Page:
Debate over Pipe-Affiliate Rules Shapes Up
Pipelines and LDCs are urging FERC to take a measured approach
in its review of Order 497 regulations that are designed to deter
abuses between interstate pipes and their marketing affiliates, but
natural gas producers believe it's time to make some major changes
to the rules.
The Commission's current regulatory approach for weeding out
abuses between pipelines and their affiliates "is not effective"
because it places the "burden of policing the market largely on
market participants," but it doesn't provide them with the
"adequate market information" to carry this out, said the
Independent Petroleum Association of America (IPAA) in comments
filed at FERC on Jan. 5.
Until now, FERC has attempted to correct affiliate-abuse
problems on a "case-by-case basis...long after the fact," said the
independent producer group, adding that this approach will no
longer do. It urged the Commission to scrap this "reactive" method
to curbing affiliate abuses in favor of a more proactive approach.
Significantly, it also asked that FERC's Order 497 regulations be
applied to all types of pipeline affiliates, not just marketing
Although the Commission's existing code of conduct governing the
behavior between pipelines and their affiliates has been "generally
helpful in curbing widespread clear" violations, the Natural Gas
Supply Association (NGSA) called on FERC to take further steps to
"expand and enhance safeguards against affiliate abuse."
Specifically, it proposes that pipelines be required to report
actual usage and non-usage of scheduled capacity; FERC monitor on
an ongoing basis a reasonable number (perhaps 200) of critical
paths or critical receipt points on pipelines for evidence of
affiliate abuses; FERC conduct frequent random audits of pipelines
and affiliates; pipeline bidding procedures be revised to cap the
term of affiliated bids at five years; rate caps be restored on
releases by marketing affiliates that control a large portion of
capacity on a given pipeline; and FERC consider ordering "complete
structural separation" in cases where "egregious" violations of
pipeline-affiliate rules occur.
The IPAA and the NGSA submitted their comments in advance of a
public conference scheduled for Jan. 31 during which FERC will hear
discussion on the need for changes to its pipeline-affiliate
Surprisingly, industrial gas customers --- who note they have
been under "severe economic pressures" due to high natural gas
prices this winter --- said they would be "wary of any proposals
that would significantly disrupt the current regulatory framework,"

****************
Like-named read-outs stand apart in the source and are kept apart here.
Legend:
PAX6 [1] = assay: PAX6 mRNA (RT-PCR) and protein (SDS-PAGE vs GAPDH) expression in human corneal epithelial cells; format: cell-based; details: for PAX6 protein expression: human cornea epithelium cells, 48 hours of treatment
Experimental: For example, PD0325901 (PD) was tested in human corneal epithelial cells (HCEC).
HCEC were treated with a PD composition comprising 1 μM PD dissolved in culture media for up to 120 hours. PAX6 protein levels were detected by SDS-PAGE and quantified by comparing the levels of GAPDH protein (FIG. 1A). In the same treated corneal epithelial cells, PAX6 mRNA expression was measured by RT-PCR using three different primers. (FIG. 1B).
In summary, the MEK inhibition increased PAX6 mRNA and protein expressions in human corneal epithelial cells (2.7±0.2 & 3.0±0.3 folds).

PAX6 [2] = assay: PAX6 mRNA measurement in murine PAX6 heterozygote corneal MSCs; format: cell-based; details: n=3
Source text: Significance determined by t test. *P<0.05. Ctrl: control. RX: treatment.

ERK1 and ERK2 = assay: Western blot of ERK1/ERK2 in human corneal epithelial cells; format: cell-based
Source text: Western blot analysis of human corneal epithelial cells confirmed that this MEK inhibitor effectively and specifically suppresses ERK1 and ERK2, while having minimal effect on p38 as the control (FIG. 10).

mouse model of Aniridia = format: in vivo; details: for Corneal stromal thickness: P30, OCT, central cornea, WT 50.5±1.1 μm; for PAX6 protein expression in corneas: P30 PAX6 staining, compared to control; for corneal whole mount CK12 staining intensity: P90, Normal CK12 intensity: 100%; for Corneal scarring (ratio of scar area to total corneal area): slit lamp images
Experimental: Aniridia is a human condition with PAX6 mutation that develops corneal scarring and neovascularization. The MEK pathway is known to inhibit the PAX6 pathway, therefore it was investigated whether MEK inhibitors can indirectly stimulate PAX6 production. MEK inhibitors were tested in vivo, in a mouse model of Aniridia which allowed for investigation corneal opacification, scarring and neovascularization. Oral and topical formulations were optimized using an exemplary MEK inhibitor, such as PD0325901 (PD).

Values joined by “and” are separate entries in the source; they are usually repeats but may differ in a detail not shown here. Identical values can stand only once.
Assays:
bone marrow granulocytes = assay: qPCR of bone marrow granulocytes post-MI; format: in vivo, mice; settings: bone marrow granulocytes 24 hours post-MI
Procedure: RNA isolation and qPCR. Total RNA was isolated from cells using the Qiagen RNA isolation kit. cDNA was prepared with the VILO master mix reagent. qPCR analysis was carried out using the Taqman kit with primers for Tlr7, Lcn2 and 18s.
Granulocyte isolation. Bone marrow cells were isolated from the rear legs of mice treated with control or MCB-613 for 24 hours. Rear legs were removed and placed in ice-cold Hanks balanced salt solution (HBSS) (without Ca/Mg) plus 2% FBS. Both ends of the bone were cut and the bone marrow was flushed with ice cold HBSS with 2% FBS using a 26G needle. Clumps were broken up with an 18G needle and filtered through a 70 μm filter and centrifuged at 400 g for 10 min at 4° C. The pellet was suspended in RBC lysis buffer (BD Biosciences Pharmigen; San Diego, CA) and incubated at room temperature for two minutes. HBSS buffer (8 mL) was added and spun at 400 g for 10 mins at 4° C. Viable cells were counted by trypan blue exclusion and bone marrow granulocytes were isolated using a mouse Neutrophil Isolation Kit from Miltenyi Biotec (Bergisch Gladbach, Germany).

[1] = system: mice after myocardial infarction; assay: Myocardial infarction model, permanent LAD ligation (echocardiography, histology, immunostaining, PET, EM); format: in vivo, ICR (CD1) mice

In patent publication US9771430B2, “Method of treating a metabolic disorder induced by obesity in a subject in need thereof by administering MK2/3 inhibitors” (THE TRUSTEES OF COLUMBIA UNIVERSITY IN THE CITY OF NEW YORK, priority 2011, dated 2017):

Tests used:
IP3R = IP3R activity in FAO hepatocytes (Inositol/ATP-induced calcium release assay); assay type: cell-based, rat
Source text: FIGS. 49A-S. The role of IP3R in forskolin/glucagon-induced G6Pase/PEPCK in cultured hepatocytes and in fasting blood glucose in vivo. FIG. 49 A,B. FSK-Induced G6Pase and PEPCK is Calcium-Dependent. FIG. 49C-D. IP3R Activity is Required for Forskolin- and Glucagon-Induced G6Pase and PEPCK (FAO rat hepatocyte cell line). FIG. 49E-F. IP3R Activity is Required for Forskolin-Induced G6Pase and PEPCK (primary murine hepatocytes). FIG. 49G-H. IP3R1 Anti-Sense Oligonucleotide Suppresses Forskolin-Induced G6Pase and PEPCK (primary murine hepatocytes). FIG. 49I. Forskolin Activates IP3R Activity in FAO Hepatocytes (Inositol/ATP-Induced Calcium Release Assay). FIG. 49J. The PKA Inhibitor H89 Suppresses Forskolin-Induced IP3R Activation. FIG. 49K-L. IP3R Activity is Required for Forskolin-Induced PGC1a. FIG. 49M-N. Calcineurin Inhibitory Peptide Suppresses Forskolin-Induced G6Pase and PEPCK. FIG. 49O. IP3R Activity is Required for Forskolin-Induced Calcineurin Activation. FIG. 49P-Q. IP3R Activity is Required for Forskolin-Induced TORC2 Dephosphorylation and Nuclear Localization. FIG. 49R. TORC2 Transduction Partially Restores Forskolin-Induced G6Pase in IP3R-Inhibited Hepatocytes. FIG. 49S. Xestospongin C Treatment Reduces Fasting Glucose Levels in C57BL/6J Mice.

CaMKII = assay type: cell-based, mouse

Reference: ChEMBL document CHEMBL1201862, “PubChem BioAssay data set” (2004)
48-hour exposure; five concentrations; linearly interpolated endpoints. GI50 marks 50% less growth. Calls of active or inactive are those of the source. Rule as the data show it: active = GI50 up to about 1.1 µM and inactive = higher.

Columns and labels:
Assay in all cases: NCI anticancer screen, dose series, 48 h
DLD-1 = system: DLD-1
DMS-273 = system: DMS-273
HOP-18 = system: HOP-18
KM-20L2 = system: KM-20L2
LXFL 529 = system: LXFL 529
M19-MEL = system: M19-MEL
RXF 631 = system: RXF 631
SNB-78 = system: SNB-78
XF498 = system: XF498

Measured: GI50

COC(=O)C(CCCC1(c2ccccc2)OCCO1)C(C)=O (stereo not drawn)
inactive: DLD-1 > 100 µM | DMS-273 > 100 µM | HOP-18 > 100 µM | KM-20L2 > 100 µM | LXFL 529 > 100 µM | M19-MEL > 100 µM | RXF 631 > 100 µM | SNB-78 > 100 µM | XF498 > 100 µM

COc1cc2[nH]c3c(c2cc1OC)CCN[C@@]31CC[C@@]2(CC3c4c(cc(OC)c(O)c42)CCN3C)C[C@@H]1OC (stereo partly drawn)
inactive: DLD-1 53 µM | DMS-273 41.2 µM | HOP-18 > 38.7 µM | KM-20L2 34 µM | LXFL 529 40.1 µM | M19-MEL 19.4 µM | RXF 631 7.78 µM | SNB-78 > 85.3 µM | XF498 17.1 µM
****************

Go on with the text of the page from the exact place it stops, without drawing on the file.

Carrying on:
including existing pipeline-affiliate rules. They urged the
Commission to "tread softly in embarking on any significant
regulatory changes and, first and foremost, to do no harm."
FERC's current regulatory approach governing pipelines and
affiliated marketers "appears to [be] working properly to limit and
discourage the instances of overt abuse..." However, industrials
were concerned that much of the information being publicly filed by
pipelines was receiving "little broad-scale analysis by either
interested third parties or the Commission." As a result, they
called on the Commission to step up its efforts to "monitor the
incoming information to screen for patterns of improper behavior."
Industrials believe affiliates should only be barred from
holding, or limited in their ability to hold, capacity on their
affiliate pipelines in cases where "extremely egregious behavior"
has occurred. However, they cautioned FERC to be on the lookout for
"areas and industry relationships that produce new type of
affiliates or dealings that may escape the current rules or
otherwise require additional scrutiny."
National Fuel Gas Distribution, an LDC affiliate of National
Fuel Gas Supply Corp., believes the Commission's regulations
"strike the right balance for dealing with pipeline affiliates."
The Commission's affiliate standards, on one hand, give pipeline
capacity-holders a "forum to challenge instances of improper
affiliate activity," while, on the other hand, they allow "rational
business structures to continue without significant additional
costs," National Fuel said.
While it's good practice to take a "fresh look" at regulations
from time to time, the LDC said it "is extremely concerned with
some of the questions to be taken up by the Commission at the
conference, including whether there should be prohibitions on
affiliates holding capacity on affiliated pipelines, limitations on
an affiliate's capacity market share, or broad applications of the
standards of conduct to all affiliates." It contends such changes
"would, at the very least, cause upheaval to a company like
[National Fuel Distribution] and impose significant systems and
administrative costs on its customers."
As expected, interstate pipelines contend that the current
pipeline-affiliate rules need no changes. "The current standards of
conduct, reporting requirements and complaint procedures have been
shown to be, and continue to be, more than adequate to monitor
affiliate transactions, and address any alleged affiliate abuse,"
said the Interstate Natural Gas Association of America (INGAA),
which represents interstate pipes. Any move to stiffen the existing
pipeline-affiliate rules would be harmful to the entire gas
industry, it contends.
Before "further prohibitory rules" can be imposed on affiliate
transactions, INGAA said three things must be conclusively
established. "First, it must be proven that a significant
industry-wide problem actually exists. Second, it must be
established that a proposed regulation will actually remedy that
industry-wide problem, and that the remedy proposed and adopted is
the 'least competitively restrictive alternative.' Finally, it must
be determined that the benefits of imposing the new remedy outweigh